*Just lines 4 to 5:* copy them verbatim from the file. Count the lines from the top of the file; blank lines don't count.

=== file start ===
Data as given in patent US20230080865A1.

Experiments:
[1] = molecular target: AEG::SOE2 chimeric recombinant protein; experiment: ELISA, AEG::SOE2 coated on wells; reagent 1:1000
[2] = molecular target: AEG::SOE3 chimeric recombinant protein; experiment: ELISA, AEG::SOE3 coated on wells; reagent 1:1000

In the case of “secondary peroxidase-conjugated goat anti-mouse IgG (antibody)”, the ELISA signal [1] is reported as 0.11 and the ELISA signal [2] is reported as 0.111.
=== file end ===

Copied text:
[2] = molecular target: AEG::SOE3 chimeric recombinant protein; experiment: ELISA, AEG::SOE3 coated on wells; reagent 1:1000

In the case of “secondary peroxidase-conjugated goat anti-mouse IgG (antibody)”, the ELISA signal [1] is reported as 0.11 and the ELISA signal [2] is reported as 0.111.